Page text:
Rival Tried to Block FDA Approval of Smith & Nephew’s Birmingham Metal-on-Metal Hip Replacement Device

Smith & Nephew’s Birmingham Metal-on-Metal Hip Replacement Device

Metal-on-Metal Hip Replacement Device

Wright Medical Inc. took steps in to 2006 to convince the U.S. Food & Drug Administration (FDA) to reject pre-market approval of rival Smith & Nephew’s Birmingham metal-on-metal hip implant.  Wright Medical, which makes two metal-on-metal hip replacement devices, the Conserve and the Lieneage device, filed a citizen petition with the FDA in asserting that Smith & Nephew’s pre-market approval application was inadequate to prove safety and effectiveness of the Birmingham.

According to MassDevice.com, the Birmingham metal-on-metal hip implant first came to market in 1997 in the U.K., and was the first all-metal device on the market.  It was sold by Midland Medical Technologies, which was acquired by Smith & Nephew in 2004.  The launch of the Birmingham prompted other device makers to quickly bring their versions of metal-on-metal hip implants to market, including the Zimmer Durom Cup, and DePuy’s ASR and Pinnacle devices.

In 2006, Smith & Nephew applied for FDA premarket approval of Birmingham devices.  According to MassDevice.com, Wright argued that the clinical data behind the Birmingham application was flawed because it covered only a single surgeon’s cases – the inventor of the device, Dr. Derek McMinn.  The petition filed by the company read in part:

“The PMA for the BHR – which rests on a retrospective, uncontrolled case series at a single center by a single physician without any protocol and with incomplete follow-up – is not scientifically valid and does not satisfy the agency’s standards for safety and effectiveness.”

“Smith & Nephew tries to create the impression that this was a multi-center trial. Yet, at the [FDA advisory] panel meeting, the acting panel chairperson stated that the data was ‘an unusual PMA based on a retrospective study designed by a single surgeon based on a British data set.”

The FDA eventually granted two pre-market approvals for the Birmingham, first in May 2006 and another in October of that year for additional sizes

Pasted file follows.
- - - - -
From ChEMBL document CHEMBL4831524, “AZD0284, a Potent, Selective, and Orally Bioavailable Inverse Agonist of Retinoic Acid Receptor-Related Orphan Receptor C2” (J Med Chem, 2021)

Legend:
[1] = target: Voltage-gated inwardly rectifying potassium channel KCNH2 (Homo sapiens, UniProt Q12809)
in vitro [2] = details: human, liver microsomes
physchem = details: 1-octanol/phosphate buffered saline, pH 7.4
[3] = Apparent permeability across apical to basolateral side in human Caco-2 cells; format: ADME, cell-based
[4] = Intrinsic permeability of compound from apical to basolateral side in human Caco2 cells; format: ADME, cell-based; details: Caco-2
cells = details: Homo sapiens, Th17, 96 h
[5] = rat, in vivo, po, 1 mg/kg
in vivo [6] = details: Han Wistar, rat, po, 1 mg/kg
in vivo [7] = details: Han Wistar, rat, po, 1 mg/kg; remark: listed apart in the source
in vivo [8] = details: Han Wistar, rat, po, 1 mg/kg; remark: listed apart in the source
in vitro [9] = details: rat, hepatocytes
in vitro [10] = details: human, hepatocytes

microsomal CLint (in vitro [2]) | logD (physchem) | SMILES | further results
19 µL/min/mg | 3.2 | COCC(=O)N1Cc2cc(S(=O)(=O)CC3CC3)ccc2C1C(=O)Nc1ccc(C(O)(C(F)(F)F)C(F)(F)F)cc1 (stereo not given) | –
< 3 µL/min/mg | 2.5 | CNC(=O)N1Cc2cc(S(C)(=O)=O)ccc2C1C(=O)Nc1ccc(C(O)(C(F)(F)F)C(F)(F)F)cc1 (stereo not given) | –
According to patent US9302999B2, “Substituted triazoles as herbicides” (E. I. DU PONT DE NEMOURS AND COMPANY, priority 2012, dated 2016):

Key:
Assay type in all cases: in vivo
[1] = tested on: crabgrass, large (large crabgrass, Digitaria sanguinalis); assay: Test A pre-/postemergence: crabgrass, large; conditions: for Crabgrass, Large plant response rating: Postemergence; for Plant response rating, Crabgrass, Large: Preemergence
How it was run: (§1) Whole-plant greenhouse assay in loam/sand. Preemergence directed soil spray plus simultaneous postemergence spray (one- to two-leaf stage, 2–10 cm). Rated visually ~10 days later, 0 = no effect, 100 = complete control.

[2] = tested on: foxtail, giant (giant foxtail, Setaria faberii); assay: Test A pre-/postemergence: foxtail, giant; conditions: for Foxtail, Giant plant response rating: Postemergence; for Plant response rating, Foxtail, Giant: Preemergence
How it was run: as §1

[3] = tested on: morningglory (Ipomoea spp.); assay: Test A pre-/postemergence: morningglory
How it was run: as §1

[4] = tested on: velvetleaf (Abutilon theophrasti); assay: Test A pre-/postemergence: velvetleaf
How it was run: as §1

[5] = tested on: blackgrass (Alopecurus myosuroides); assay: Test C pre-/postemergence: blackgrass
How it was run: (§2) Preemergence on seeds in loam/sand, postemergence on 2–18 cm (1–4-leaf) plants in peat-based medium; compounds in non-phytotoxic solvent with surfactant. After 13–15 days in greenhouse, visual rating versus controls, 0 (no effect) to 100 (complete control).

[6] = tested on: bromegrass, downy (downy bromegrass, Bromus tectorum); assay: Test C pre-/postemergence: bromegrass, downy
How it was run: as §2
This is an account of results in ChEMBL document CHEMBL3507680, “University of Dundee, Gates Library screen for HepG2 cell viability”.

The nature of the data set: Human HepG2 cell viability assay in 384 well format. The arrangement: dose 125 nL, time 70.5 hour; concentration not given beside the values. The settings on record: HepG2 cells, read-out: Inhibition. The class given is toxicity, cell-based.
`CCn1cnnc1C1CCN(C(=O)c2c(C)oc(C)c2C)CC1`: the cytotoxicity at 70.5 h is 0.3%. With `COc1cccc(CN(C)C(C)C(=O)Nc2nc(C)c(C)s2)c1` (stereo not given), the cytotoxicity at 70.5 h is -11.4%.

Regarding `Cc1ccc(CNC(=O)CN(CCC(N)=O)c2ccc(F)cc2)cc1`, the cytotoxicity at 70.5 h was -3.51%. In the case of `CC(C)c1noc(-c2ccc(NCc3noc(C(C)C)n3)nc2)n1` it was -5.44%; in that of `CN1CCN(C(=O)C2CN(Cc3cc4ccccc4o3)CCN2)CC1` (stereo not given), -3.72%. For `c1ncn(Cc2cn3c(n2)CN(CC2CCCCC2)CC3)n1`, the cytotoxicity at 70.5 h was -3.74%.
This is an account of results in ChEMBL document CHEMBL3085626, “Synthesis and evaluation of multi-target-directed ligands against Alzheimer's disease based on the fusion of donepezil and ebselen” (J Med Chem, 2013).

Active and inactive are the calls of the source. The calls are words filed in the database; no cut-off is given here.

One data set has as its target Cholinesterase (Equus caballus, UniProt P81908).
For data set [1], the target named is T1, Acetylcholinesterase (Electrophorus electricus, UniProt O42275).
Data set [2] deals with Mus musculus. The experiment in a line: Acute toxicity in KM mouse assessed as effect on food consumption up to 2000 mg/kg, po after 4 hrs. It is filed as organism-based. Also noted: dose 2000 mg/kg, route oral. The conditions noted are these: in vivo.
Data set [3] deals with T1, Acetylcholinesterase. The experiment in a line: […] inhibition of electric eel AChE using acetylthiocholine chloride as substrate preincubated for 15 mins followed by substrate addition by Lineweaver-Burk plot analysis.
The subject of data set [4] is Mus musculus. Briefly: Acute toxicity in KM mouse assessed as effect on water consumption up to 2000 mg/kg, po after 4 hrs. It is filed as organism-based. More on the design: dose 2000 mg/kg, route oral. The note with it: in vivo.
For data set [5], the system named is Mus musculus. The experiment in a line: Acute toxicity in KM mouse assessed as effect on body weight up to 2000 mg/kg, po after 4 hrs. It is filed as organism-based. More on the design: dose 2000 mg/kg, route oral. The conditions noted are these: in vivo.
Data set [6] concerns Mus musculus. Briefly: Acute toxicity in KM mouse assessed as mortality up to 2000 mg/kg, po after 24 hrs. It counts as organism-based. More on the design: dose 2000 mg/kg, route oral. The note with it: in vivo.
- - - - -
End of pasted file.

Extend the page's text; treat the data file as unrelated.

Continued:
Since the August 2010 recall of  DePuy Orthopaedic’s  ASR hip replacement, the entire class of metal-on-metal hip implants has come under scrutiny, as a number of studies have found evidence that that the devices can shed dangerous amounts of chromium and cobalt into patients’ bloodstreams. Last month, the U.S. Food & Drug Administration (FDA) revealed that it had received 16,800 negative event reports involving metal hips between 2000 and 2011. Of those, more than 14,000 involved revision surgeries, in which a defective implant was removed.  Recently, the FDA’s Orthopaedic and Rehabilitation Devices Panel recommended that metal-on-metal hip implant patients undergo regular monitoring to ensure their devices are not failing.   The panel also called for new warning labels for all-metal hip implants, including warnings regarding their association with the development of pseudotumors and high levels of metal ions in patients’ blood.

There are currently more than 4,000 lawsuits pending against DePuy’s recalled ASR hip implants in a multidistrict litigation underway in U.S. District Court, Northern District of Ohio.  A multidistrict litigation for lawsuits involving Wright’s Conserve hip replacement device is underway in the Northern District Journal, while lawsuits over the all-metal version of DePuy’s Pinnacle device have been consolidated in federal court in Texas.  Legal claims involving the   Zimmer Durom Cup, which was recalled in 2008, have been centralized in federal court in New Jersey.  This week, the U.S. Judicial Panel on Multidistrict Litigation (JPML) will hear oral arguments regarding the possible consolidation of lawsuits involving Biomet’s M2a-Magnum Hip Replacement System.

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